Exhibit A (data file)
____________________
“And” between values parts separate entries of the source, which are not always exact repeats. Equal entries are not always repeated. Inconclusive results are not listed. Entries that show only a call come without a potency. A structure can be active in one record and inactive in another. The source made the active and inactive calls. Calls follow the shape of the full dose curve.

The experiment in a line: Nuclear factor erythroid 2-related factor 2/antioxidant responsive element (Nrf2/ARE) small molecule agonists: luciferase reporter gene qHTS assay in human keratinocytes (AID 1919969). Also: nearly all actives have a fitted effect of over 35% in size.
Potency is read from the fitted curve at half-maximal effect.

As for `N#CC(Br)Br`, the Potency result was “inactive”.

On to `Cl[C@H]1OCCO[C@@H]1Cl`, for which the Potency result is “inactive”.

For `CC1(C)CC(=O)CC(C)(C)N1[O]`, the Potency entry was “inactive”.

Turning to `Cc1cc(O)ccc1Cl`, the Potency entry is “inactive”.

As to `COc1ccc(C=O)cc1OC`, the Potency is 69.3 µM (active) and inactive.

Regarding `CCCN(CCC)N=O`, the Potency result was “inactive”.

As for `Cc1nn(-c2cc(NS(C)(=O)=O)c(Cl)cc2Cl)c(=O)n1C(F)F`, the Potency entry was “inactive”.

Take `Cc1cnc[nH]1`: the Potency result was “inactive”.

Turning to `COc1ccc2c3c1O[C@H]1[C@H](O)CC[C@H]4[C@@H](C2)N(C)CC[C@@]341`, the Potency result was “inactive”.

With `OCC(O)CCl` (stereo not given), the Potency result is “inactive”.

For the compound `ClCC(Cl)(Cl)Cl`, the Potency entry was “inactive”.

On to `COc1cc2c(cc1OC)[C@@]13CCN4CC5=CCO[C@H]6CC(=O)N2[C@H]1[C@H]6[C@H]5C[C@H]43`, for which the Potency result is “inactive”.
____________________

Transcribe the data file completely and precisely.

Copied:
“And” between values parts separate entries of the source, which are not always exact repeats. Equal entries are not always repeated. Inconclusive results are not listed. Entries that show only a call come without a potency. A structure can be active in one record and inactive in another. The source made the active and inactive calls. Calls follow the shape of the full dose curve.

The experiment in a line: Nuclear factor erythroid 2-related factor 2/antioxidant responsive element (Nrf2/ARE) small molecule agonists: luciferase reporter gene qHTS assay in human keratinocytes (AID 1919969). Also: nearly all actives have a fitted effect of over 35% in size.
Potency is read from the fitted curve at half-maximal effect.

As for `N#CC(Br)Br`, the Potency result was “inactive”.

On to `Cl[C@H]1OCCO[C@@H]1Cl`, for which the Potency result is “inactive”.

For `CC1(C)CC(=O)CC(C)(C)N1[O]`, the Potency entry was “inactive”.

Turning to `Cc1cc(O)ccc1Cl`, the Potency entry is “inactive”.

As to `COc1ccc(C=O)cc1OC`, the Potency is 69.3 µM (active) and inactive.

Regarding `CCCN(CCC)N=O`, the Potency result was “inactive”.

As for `Cc1nn(-c2cc(NS(C)(=O)=O)c(Cl)cc2Cl)c(=O)n1C(F)F`, the Potency entry was “inactive”.

Take `Cc1cnc[nH]1`: the Potency result was “inactive”.

Turning to `COc1ccc2c3c1O[C@H]1[C@H](O)CC[C@H]4[C@@H](C2)N(C)CC[C@@]341`, the Potency result was “inactive”.

With `OCC(O)CCl` (stereo not given), the Potency result is “inactive”.

For the compound `ClCC(Cl)(Cl)Cl`, the Potency entry was “inactive”.

On to `COc1cc2c(cc1OC)[C@@]13CCN4CC5=CCO[C@H]6CC(=O)N2[C@H]1[C@H]6[C@H]5C[C@H]43`, for which the Potency result is “inactive”.